January 26, 2018 - 4:20 pm
WASHINGTON — Nevada has detailed fresh concerns about plans to expedite licensing of Yucca Mountain as a nuclear repository in a report that was delivered Friday by the state’s congressional delegation to key House members.
Rep. Dina Titus, D-Nev., distributed the state’s report to lawmakers on the House Energy and Commerce and the House Appropriation committees asking that they review it before moving forward on the Nuclear Waste Policy Amendments Act.
The amendments bill passed out of the Energy Committee on a 49-4 vote last June, and is largely expected to pass in the full House, which has yet to schedule a vote.
Nevada Gov. Brian Sandoval has led the state’s opposition to storing nuclear waste at Yucca Mountain, noting that “no amount of monetary benefits can compensate for the coerced selection of an unsafe site.”
In the report, the state said the bill does not address the amount of funding that would be needed for expediting the licensing application by the Department of Energy and the participation of federal, state and local governments in the process before the Nuclear Regulatory Commission.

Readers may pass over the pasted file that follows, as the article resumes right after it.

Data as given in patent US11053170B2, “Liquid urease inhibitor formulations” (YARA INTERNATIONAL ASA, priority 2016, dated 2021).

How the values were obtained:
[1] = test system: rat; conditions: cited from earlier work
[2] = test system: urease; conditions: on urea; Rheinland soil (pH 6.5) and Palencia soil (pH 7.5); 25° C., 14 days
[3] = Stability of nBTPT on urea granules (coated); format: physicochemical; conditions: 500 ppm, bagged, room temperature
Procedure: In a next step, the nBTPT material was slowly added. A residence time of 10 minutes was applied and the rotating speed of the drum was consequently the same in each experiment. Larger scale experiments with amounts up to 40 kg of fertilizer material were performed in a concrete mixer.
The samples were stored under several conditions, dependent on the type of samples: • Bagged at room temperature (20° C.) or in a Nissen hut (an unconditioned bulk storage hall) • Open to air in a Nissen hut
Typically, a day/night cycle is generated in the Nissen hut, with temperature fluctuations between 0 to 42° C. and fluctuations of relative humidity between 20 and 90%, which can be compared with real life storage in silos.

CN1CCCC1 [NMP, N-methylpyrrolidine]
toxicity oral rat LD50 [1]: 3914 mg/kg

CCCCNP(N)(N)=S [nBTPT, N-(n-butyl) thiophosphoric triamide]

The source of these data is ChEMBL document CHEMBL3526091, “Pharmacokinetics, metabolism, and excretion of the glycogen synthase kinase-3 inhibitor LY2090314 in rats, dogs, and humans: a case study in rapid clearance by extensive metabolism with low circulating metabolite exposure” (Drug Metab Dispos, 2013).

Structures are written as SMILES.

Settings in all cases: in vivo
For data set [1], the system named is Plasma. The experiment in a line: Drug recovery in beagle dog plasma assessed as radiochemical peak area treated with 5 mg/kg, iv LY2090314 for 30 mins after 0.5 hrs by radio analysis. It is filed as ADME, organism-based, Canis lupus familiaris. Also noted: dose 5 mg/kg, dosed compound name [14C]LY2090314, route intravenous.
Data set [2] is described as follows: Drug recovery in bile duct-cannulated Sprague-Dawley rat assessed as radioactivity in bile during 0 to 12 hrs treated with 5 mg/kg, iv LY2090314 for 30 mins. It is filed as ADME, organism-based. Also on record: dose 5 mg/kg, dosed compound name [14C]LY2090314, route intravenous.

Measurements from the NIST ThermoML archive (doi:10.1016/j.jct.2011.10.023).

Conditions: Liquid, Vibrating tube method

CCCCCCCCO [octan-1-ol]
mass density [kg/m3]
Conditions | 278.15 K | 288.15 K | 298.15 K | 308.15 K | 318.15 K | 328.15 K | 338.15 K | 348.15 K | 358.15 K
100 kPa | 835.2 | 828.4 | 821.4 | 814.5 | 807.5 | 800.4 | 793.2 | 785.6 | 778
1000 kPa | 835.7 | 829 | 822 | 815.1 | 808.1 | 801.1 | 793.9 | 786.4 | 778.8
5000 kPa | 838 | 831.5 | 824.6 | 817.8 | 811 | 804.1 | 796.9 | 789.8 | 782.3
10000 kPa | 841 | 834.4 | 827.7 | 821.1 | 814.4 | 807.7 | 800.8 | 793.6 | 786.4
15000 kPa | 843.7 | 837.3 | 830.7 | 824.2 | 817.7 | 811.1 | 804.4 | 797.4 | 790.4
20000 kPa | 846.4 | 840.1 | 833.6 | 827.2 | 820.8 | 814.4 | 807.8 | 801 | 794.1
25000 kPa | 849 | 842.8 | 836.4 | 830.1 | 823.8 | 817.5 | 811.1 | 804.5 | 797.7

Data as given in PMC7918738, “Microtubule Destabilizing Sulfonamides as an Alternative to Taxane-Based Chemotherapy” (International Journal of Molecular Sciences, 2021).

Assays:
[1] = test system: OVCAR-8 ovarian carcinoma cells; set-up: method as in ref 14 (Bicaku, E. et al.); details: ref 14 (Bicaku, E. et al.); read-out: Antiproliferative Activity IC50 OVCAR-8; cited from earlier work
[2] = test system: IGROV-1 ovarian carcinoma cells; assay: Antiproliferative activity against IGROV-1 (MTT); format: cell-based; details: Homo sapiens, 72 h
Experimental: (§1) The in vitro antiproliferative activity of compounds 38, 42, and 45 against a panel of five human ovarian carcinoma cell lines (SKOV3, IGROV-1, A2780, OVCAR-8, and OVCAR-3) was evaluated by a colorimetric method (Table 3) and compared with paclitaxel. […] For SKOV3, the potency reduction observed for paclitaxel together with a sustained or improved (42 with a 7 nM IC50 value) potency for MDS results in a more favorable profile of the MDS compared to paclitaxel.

The state also says in its report that the bill ignores potential adverse economic impacts that could result in developing Yucca Mountain, noting the uncertainty of liability of DOE contractors.
Rep. John Shimkus, R-Ill., wrote the amendments bill and offered Nevada’s input in the process.
Nye County, where Yucca Mountain is located, supports an expedited licensing process to determine if the site is safe for storage of nuclear wastes generated by power plants. Other rural Nevada counties also support that effort.
A spokesman for Shimkus, chairman of the Energy subcommittee on environment and the economy, was traveling Friday and unavailable for comment.
The state’s report comes as proponents of Yucca Mountain are pressing the Trump administration and the DOE to act on the licensing procedure.
Even if the nuclear amendments bill passes, Congress must approve $150 million in funds sought to begin the licensing process.
The Senate has yet to take up legislation on reviving Yucca Mountain licensing.